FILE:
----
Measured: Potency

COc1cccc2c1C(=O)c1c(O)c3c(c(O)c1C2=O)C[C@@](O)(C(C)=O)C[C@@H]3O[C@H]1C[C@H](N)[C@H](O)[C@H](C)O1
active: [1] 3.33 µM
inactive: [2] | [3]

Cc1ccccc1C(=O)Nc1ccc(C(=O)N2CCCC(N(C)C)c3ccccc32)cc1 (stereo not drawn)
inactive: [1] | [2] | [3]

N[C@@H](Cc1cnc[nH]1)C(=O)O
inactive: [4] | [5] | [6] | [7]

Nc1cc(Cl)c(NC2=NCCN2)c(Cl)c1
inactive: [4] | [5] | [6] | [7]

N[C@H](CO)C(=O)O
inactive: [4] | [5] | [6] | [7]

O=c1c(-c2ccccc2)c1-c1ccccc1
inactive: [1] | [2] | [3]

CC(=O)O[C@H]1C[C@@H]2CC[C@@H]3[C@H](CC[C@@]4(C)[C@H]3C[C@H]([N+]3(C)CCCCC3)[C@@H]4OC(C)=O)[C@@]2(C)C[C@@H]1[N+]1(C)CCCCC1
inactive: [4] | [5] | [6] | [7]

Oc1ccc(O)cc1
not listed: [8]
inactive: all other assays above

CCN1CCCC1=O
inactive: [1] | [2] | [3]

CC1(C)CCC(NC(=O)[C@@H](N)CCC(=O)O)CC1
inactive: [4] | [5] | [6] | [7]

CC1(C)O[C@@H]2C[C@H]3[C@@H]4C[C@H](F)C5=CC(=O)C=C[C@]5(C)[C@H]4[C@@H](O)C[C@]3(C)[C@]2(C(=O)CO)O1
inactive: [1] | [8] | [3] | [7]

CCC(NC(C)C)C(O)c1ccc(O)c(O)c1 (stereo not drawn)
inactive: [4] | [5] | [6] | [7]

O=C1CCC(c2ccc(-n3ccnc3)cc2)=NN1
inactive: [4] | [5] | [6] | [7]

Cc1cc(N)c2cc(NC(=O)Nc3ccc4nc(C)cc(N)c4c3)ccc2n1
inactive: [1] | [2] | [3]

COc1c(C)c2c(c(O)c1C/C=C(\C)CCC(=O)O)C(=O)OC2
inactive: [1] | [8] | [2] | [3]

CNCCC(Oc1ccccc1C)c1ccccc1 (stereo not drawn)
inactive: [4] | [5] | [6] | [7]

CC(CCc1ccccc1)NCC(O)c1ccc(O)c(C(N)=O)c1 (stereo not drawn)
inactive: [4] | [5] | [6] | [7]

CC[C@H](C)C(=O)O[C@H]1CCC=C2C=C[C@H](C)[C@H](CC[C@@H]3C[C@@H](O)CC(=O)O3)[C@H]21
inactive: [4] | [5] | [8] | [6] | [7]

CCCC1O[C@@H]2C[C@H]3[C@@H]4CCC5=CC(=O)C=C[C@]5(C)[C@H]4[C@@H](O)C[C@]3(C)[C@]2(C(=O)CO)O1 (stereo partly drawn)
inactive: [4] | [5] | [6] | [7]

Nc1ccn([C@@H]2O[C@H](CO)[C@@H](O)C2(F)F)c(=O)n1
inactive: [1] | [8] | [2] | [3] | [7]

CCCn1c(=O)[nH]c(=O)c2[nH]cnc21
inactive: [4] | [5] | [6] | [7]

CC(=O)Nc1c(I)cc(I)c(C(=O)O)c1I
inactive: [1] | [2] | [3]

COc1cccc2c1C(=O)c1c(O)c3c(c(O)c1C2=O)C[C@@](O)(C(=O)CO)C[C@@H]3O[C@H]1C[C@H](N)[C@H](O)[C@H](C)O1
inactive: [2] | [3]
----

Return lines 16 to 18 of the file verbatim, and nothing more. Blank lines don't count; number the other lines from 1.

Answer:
inactive: [4] | [5] | [6] | [7]

Oc1ccc(O)cc1
not listed: [8]